Republican candidate Jack Ryan's divorce files, which were opened at the behest of the Chicago Tribune and a television station, revealed that Ryan had taken his wife to a "sex club" and asked her to have sex with him in front of others.
Ryan and his former wife sought to keep the particulars of their divorce private; just days after the media managed to release them, Ryan dropped out of the race. Who can blame him?
The media's latest intrusion into what once was private space has spawned their next challenge: the unsealing of Sen. John F. Kerry's sealed divorce records, which he understandably has declared off limits. We shall see how much respect he gets and whose double standard slides by uncontested.
Now there may be plenty of reasons to reject his candidacy, but on principle, prying into the privacy of his divorce records should not be the means of producing them.
Meanwhile, we might ask ourselves: What next and to what end? After Ryan and Kerry, who else becomes fair game? Is there ever a portion of one's life that should be off limits, or does the public's right to know preclude any claim to privacy for those who venture into the public realm?
The more important question ? the posing of which suggests a real and present threat to democracy ? who will run for office? Who will serve? Who ever would submit themselves to such public scrutiny and potential embarrassment? Presumably, only people who have never made a mistake, and what do they know?
As to the "sin" to which we are now privy: Is it really so awful that Ryan took his wife to a sex club ? not apparently at gunpoint ? and asked her to play along? Such recreations aren't for everyone. Apparently they weren't for the former Mrs. Ryan, but no crime was committed. Surely the former Mrs. Ryan was capable of resisting her husband's crass come-hitherings.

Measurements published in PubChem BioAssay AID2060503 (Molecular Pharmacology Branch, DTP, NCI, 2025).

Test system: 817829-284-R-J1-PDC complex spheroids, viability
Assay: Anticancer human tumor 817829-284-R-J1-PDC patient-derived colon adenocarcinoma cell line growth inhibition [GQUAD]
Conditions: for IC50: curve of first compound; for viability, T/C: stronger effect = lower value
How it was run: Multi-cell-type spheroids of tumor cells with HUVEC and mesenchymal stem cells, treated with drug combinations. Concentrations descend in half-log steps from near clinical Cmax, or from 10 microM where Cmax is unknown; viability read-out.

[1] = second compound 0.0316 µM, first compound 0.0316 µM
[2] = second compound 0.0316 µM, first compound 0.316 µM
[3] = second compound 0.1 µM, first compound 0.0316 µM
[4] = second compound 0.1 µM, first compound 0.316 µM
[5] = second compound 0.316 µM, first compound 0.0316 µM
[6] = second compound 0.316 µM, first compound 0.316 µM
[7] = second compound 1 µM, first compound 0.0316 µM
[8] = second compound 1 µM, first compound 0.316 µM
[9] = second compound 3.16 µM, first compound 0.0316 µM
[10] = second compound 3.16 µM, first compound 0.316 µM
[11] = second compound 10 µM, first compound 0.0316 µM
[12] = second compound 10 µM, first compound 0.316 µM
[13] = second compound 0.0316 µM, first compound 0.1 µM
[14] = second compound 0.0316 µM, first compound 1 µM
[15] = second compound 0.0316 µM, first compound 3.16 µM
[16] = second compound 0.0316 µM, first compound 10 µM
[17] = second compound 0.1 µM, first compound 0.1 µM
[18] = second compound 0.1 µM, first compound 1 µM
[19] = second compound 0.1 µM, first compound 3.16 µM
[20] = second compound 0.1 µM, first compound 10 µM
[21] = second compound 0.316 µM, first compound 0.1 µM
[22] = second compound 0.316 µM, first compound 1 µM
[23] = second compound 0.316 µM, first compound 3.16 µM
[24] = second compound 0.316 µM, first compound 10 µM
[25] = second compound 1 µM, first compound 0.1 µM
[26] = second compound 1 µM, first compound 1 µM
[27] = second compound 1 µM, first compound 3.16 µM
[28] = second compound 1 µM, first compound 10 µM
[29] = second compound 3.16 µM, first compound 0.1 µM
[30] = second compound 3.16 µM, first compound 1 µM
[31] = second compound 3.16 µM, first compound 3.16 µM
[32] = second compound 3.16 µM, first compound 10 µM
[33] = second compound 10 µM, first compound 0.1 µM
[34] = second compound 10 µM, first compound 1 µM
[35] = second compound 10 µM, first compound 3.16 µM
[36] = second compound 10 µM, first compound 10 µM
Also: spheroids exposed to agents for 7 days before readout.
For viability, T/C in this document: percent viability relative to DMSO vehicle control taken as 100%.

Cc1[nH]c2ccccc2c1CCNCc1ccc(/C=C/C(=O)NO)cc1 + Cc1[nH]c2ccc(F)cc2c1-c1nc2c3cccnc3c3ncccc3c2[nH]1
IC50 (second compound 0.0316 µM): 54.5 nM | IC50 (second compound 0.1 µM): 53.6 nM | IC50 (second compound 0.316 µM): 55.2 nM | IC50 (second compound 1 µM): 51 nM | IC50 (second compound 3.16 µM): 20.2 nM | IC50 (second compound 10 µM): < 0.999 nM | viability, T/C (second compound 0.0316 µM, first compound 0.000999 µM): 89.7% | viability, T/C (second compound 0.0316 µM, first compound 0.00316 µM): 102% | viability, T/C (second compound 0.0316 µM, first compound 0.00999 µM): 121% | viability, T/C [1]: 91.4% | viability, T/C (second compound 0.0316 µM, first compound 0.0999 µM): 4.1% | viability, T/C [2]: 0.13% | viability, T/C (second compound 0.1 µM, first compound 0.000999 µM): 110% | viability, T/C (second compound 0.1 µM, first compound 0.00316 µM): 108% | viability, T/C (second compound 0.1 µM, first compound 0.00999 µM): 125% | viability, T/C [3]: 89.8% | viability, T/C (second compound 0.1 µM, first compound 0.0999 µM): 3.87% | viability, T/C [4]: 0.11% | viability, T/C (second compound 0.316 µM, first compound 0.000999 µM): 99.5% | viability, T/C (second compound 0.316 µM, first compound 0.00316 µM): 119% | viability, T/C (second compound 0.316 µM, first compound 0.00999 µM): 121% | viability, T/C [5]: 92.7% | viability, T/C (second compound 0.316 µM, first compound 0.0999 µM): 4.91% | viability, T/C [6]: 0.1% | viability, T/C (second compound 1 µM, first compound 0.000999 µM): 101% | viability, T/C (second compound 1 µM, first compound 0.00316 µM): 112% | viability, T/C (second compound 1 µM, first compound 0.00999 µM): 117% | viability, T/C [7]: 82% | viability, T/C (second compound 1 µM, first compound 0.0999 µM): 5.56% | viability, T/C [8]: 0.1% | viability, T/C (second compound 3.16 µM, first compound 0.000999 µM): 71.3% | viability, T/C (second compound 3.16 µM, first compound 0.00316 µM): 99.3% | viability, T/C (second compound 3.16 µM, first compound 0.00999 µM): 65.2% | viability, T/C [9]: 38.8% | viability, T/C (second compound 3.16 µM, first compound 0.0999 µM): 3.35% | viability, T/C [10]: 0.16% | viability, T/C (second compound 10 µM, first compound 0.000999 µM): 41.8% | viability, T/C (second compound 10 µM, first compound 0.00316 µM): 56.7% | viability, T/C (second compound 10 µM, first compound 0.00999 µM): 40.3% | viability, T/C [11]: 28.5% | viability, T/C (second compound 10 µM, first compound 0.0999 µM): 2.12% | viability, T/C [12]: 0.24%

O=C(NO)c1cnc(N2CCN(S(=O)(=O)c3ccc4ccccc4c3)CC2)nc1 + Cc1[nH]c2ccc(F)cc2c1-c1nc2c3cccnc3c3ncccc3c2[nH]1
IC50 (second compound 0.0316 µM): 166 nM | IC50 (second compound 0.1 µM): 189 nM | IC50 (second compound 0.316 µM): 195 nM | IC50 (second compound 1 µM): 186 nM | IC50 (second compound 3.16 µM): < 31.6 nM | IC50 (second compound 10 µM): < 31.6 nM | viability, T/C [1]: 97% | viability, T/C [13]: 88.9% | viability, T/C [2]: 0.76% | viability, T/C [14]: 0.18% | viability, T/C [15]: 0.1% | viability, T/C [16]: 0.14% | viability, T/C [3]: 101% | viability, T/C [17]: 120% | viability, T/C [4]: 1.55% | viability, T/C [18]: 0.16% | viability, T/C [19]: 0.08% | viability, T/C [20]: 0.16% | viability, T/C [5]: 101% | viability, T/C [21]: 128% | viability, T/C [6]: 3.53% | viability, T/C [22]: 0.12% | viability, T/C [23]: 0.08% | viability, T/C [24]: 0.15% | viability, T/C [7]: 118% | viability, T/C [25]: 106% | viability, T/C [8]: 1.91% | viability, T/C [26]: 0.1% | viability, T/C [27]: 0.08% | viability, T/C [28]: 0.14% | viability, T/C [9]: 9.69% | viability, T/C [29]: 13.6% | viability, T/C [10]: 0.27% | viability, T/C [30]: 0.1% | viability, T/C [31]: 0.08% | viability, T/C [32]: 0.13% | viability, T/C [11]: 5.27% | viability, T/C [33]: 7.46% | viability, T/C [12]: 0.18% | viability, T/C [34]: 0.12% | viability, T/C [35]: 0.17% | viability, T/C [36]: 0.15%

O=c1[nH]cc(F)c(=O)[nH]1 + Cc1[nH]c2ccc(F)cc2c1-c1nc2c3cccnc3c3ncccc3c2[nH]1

The Ryans say they sealed their court records to protect their child. Given what we now know, their decision seems not only reasonable but also responsible.
Here's the bottom line: We don't know what transpired between the Ryans, nor is it any of our business so long as no criminal charges are at issue. And by that logic, Kerry's divorce should remain sealed as well.
But there's another strange logic in cases like these. Already the buzz has begun as to how long Kerry's records will remain protected.
In the Ryan case, California Superior Court Judge Robert Schnider ruled that the records could be opened contrary to the Ryans' wishes in part because: "The openness of court files must be maintained so that the public can be assured that there is no favoritism shown to the rich and the powerful. Protection from embarrassment cannot be a basis for keeping from the public what is put in public courts."
It's true that the starting point for any non-juvenile court case is a presumption of openness. But to say that protecting privacy suggests special treatment for the rich sounds like a faux-populist mask for voyeuristic gratification. A kind of reality TV ethos wired into our nation's courts.
Anyone can seek to have one's records sealed, though certain conditions have to be met. According to a divorce attorney with whom I spoke, these vary from state to state and might include: ensuring a fair trial, need for witness cooperation, public or professional significance of the lawsuit, or harm to parties from disclosure.
The Ryans' personal embarrassment arguably might not suffice to protect their records, but the risk of emotional harm to their child seems sufficiently compelling to respect the Ryans' wish for privacy. If not, just what is sufficiently compelling and according to whose judgment?
The Tribune explained its position in an editorial, which read in part: "Voters need information about the views, background and character of the people they elect."
All true. But what we learned about the Ryans is that they had good cause to seal their records and we had none to open them. In the end, no one's the better for their unfortunate exposure and ? with apologies to those interested in Kerry's records ? few are wiser.